Are you answering from personal knowledge (and I believe you are correct) or from what the Common Core or New York State says?
I want to be careful not to try to interpret people who have a track history of making unpredictable assumptions.
Jonathan Halabi the Bronx
On Wed, Aug 21, 2013 at 4:48 PM, Mike Schaertl <email@example.com>wrote:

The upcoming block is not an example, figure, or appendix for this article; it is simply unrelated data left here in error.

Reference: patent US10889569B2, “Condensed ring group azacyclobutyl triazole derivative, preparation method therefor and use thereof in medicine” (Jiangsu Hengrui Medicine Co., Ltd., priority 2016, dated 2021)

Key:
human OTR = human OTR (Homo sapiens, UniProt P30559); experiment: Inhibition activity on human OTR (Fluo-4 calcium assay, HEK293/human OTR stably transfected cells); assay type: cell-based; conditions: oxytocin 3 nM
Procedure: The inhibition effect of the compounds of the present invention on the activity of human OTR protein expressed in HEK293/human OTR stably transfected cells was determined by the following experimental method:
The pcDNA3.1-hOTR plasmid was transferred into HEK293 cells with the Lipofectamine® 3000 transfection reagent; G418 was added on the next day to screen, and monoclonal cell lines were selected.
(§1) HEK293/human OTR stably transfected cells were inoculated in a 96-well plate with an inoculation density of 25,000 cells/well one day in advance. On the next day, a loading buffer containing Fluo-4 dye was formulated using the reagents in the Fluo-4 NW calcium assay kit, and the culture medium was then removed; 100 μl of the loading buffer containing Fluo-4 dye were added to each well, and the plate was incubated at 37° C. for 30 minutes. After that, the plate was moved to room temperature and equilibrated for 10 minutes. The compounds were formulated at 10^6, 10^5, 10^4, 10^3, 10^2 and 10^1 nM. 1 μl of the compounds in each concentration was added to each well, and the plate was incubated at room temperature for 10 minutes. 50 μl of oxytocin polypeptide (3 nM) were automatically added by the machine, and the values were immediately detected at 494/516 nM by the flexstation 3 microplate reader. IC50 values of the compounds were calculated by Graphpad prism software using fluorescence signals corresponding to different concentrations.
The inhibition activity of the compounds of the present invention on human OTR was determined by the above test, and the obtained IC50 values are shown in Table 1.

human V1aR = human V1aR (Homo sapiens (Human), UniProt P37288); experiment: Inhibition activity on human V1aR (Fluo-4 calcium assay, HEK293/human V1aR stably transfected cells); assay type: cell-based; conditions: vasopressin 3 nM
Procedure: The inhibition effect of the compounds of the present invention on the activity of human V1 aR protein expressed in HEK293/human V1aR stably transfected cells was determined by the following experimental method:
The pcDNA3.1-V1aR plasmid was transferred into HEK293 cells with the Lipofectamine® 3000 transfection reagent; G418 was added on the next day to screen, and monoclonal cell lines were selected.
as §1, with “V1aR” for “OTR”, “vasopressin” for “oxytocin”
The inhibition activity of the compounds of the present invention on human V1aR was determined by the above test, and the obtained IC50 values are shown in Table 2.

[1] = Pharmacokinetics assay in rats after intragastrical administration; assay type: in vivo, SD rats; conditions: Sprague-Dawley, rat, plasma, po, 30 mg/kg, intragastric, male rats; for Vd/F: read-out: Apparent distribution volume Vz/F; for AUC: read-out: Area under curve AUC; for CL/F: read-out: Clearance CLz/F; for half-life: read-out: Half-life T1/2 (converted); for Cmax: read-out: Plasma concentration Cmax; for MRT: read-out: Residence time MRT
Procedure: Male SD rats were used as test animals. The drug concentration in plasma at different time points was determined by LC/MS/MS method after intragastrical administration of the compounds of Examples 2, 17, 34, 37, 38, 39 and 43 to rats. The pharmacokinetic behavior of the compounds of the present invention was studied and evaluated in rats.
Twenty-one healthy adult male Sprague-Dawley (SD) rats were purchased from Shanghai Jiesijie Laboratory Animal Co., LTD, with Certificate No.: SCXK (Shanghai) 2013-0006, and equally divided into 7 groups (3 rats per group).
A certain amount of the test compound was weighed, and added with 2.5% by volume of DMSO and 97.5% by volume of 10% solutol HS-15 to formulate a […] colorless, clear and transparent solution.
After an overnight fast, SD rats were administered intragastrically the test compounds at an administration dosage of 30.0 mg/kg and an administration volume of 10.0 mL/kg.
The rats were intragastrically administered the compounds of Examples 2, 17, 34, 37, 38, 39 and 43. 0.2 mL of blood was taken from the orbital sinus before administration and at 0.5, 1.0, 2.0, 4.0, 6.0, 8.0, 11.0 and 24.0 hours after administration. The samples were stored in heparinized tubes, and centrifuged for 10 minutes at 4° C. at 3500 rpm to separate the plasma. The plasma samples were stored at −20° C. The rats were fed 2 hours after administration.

> When multiplying and dividing *measurements*, your answer must have the > same number of significant figures as the factor with the fewest number of > significant figures. For example, the measurements of the sides of a > rectangle are 2.5 meters by 2.75 meters. The area calculation would be > 6.875 but must be rounded to 2 significant figures (because there are 2 sig > figs in 2.5) or 6.9 meters squared. > > Mike Schaertl > Red Jacket HS > > *From:* Erin Riley <firstname.lastname@example.org> > *Sent:* Wednesday, August 21, 2013 12:19 PM > *To:* email@example.com > *Subject:* CC Alg 1 Rounding Rules > > In planning for the upcoming year, I know that we are supposed to be > emphasizing using units and having students "choose a level of accuracy > appropriate to limitations on measurement when reporting quantities." Can > anyone clarify? If a calculation works out to be a terminating decimal, > leave it? If we have to round, students should go to what place? If they > have quantities to the nearest whole and others to the nearest 100th in > their calculations (like a unit conversion), where would they round to? I'm > used to their examples telling them where to round to and it seemed to be > that was no longer going to be the case! > > Thanks, > Erin > > Erin Newton > ESM High School > >